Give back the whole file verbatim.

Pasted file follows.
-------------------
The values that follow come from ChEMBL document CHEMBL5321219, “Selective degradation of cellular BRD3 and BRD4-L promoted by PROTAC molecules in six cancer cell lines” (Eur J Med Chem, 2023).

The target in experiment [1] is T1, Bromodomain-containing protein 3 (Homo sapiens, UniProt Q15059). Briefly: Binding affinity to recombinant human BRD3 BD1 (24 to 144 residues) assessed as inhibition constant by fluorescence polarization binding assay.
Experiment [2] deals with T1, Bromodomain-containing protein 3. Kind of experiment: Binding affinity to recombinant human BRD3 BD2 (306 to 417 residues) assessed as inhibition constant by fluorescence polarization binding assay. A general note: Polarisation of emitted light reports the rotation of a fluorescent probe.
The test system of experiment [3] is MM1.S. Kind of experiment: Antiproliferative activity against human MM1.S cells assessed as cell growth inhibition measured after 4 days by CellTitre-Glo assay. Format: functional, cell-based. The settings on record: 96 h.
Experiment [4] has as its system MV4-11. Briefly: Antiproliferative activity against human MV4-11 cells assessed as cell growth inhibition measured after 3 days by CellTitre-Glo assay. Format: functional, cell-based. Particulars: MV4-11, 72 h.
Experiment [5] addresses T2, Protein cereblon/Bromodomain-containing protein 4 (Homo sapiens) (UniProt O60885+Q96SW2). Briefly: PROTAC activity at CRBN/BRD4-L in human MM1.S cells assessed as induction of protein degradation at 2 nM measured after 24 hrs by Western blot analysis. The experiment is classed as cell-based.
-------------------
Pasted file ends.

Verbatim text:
The values that follow come from ChEMBL document CHEMBL5321219, “Selective degradation of cellular BRD3 and BRD4-L promoted by PROTAC molecules in six cancer cell lines” (Eur J Med Chem, 2023).

The target in experiment [1] is T1, Bromodomain-containing protein 3 (Homo sapiens, UniProt Q15059). Briefly: Binding affinity to recombinant human BRD3 BD1 (24 to 144 residues) assessed as inhibition constant by fluorescence polarization binding assay.
Experiment [2] deals with T1, Bromodomain-containing protein 3. Kind of experiment: Binding affinity to recombinant human BRD3 BD2 (306 to 417 residues) assessed as inhibition constant by fluorescence polarization binding assay. A general note: Polarisation of emitted light reports the rotation of a fluorescent probe.
The test system of experiment [3] is MM1.S. Kind of experiment: Antiproliferative activity against human MM1.S cells assessed as cell growth inhibition measured after 4 days by CellTitre-Glo assay. Format: functional, cell-based. The settings on record: 96 h.
Experiment [4] has as its system MV4-11. Briefly: Antiproliferative activity against human MV4-11 cells assessed as cell growth inhibition measured after 3 days by CellTitre-Glo assay. Format: functional, cell-based. Particulars: MV4-11, 72 h.
Experiment [5] addresses T2, Protein cereblon/Bromodomain-containing protein 4 (Homo sapiens) (UniProt O60885+Q96SW2). Briefly: PROTAC activity at CRBN/BRD4-L in human MM1.S cells assessed as induction of protein degradation at 2 nM measured after 24 hrs by Western blot analysis. The experiment is classed as cell-based.